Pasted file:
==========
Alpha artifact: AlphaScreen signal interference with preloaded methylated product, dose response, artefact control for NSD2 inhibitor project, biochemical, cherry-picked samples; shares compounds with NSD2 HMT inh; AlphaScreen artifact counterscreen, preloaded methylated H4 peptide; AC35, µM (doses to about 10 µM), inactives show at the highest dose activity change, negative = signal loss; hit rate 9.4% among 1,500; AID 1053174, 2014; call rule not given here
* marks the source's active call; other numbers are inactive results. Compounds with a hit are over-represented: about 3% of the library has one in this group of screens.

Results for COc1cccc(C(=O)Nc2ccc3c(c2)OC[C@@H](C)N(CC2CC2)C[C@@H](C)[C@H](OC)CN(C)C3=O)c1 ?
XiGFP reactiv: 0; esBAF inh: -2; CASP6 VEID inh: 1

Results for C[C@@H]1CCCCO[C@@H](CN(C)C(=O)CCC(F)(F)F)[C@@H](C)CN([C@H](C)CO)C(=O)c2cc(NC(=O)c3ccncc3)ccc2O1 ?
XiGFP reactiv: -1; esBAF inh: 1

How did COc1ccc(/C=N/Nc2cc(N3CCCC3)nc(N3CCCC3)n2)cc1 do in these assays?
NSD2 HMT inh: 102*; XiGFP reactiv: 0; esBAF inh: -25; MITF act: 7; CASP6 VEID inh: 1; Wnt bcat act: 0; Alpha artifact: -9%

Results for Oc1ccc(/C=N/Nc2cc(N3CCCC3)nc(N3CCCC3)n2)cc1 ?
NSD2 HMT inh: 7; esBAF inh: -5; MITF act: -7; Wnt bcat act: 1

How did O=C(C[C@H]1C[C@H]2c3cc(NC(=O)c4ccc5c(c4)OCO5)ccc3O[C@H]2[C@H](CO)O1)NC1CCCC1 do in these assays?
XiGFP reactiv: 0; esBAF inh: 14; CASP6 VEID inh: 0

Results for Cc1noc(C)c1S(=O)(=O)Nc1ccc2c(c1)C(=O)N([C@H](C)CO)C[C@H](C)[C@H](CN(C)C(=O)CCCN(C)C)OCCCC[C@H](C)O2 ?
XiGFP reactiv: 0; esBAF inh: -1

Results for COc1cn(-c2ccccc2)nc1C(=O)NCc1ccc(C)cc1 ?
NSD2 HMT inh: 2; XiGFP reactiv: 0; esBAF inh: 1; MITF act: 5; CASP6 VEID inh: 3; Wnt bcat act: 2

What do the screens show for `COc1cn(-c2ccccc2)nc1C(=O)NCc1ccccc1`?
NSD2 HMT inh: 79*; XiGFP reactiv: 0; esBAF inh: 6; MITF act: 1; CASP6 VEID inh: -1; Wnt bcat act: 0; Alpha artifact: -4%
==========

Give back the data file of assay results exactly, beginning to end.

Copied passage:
Alpha artifact: AlphaScreen signal interference with preloaded methylated product, dose response, artefact control for NSD2 inhibitor project, biochemical, cherry-picked samples; shares compounds with NSD2 HMT inh; AlphaScreen artifact counterscreen, preloaded methylated H4 peptide; AC35, µM (doses to about 10 µM), inactives show at the highest dose activity change, negative = signal loss; hit rate 9.4% among 1,500; AID 1053174, 2014; call rule not given here
* marks the source's active call; other numbers are inactive results. Compounds with a hit are over-represented: about 3% of the library has one in this group of screens.

Results for COc1cccc(C(=O)Nc2ccc3c(c2)OC[C@@H](C)N(CC2CC2)C[C@@H](C)[C@H](OC)CN(C)C3=O)c1 ?
XiGFP reactiv: 0; esBAF inh: -2; CASP6 VEID inh: 1

Results for C[C@@H]1CCCCO[C@@H](CN(C)C(=O)CCC(F)(F)F)[C@@H](C)CN([C@H](C)CO)C(=O)c2cc(NC(=O)c3ccncc3)ccc2O1 ?
XiGFP reactiv: -1; esBAF inh: 1

How did COc1ccc(/C=N/Nc2cc(N3CCCC3)nc(N3CCCC3)n2)cc1 do in these assays?
NSD2 HMT inh: 102*; XiGFP reactiv: 0; esBAF inh: -25; MITF act: 7; CASP6 VEID inh: 1; Wnt bcat act: 0; Alpha artifact: -9%

Results for Oc1ccc(/C=N/Nc2cc(N3CCCC3)nc(N3CCCC3)n2)cc1 ?
NSD2 HMT inh: 7; esBAF inh: -5; MITF act: -7; Wnt bcat act: 1

How did O=C(C[C@H]1C[C@H]2c3cc(NC(=O)c4ccc5c(c4)OCO5)ccc3O[C@H]2[C@H](CO)O1)NC1CCCC1 do in these assays?
XiGFP reactiv: 0; esBAF inh: 14; CASP6 VEID inh: 0

Results for Cc1noc(C)c1S(=O)(=O)Nc1ccc2c(c1)C(=O)N([C@H](C)CO)C[C@H](C)[C@H](CN(C)C(=O)CCCN(C)C)OCCCC[C@H](C)O2 ?
XiGFP reactiv: 0; esBAF inh: -1

Results for COc1cn(-c2ccccc2)nc1C(=O)NCc1ccc(C)cc1 ?
NSD2 HMT inh: 2; XiGFP reactiv: 0; esBAF inh: 1; MITF act: 5; CASP6 VEID inh: 3; Wnt bcat act: 2

What do the screens show for `COc1cn(-c2ccccc2)nc1C(=O)NCc1ccccc1`?
NSD2 HMT inh: 79*; XiGFP reactiv: 0; esBAF inh: 6; MITF act: 1; CASP6 VEID inh: -1; Wnt bcat act: 0; Alpha artifact: -4%